“When the government was formed we discussed how we could re-balance the British economy with new industries, and reduce our reliance on banks. We needed ones which create lots of jobs, which export and don’t come asking the government for lots of money; and we came up with fashion,” said business secretary Vince Cable yesterday at the “Value of The UK Fashion Industry” report in the House of Commons. “The figures are very striking, it generates £21bn (€25bn) directly and hundreds of thousands of jobs.”
The British government is taking its nation’s rag trade seriously, and that was certainly the British Fashion Council’s (BFC) intention when it commissioned Oxford Economics to come up with figures for just how much its industry is worth. The BFC depends partly on funding from UK Trade & Investment, as well as from the London Development Agency – itself reliant on pubic money – and the coalition government certainly knows how to make cuts. The UK Film Council, which distributed lottery money to fund over 900 films in the last decade, was axed with no notice this summer, as were other similar quangos. The BFC showed canny prescience in commissioning the report in 2008, and now has a solid £37bn (€44bn) “total economic impact” reasons why it should not go the way of other funded bodies in the creative industries.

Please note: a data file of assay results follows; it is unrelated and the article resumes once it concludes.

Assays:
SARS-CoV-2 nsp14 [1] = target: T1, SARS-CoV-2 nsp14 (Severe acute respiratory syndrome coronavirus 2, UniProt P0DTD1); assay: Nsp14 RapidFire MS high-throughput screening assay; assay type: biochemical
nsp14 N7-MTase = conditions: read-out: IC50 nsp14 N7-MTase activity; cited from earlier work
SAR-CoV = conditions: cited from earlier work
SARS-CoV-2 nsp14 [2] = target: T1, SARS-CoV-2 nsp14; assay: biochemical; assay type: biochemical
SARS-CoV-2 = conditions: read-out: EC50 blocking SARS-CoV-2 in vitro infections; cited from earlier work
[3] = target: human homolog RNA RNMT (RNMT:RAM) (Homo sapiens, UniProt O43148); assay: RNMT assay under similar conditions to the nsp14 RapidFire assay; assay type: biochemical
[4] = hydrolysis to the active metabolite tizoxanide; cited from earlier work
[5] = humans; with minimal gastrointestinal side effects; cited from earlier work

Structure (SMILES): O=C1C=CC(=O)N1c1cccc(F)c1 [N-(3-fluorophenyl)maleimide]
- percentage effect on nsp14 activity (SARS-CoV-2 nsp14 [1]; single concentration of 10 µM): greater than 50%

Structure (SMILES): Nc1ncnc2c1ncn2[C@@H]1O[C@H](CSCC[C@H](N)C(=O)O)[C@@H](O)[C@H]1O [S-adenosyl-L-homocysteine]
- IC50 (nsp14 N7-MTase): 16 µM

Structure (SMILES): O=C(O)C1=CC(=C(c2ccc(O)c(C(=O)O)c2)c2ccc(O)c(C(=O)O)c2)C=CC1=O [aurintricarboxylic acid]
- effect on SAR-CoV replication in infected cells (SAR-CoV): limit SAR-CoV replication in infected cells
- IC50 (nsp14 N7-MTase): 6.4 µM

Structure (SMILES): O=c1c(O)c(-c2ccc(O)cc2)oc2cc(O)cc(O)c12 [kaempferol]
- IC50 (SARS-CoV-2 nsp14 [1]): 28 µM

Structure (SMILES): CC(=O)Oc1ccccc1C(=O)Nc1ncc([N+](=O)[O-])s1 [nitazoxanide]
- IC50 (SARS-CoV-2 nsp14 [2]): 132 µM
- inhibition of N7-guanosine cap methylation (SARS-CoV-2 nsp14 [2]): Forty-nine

The BFC wants to put London Fashion Week, which begins today, at the heart of plans to develop British fashion at home and abroad. The event (which brings in a cool £20m/€23.8 to London during the five days it runs) promotes Brand Britain at home and abroad.
A lot has been done to turn London Fashion Week (LFW) around from an event considered as an eccentric parade of unwearable clothes, with designers unable to meet international buyers’ demands of quality and volume, to one where people can do business. Moving LFW HQ to central London’s Somerset House from its former home of a tent outside The Natural History Museum last September has made the event slicker and more professional.
There has also been an emphasis by the BFC and PR mentors to get young designers to think about themselves as a business with a plan. Daniel Marks, director of PR firm The Communications Store, which looks after some of the most high-profile brands at London Fashion Week, including Christopher Kane and Peter Pilotto, talked about the importance of having a balance between commerciality and creativity. “It’s about brand building and not just getting them coverage in magazines or online coverage, but to give them business advice. And if we don’t know the answers then we find people who do.”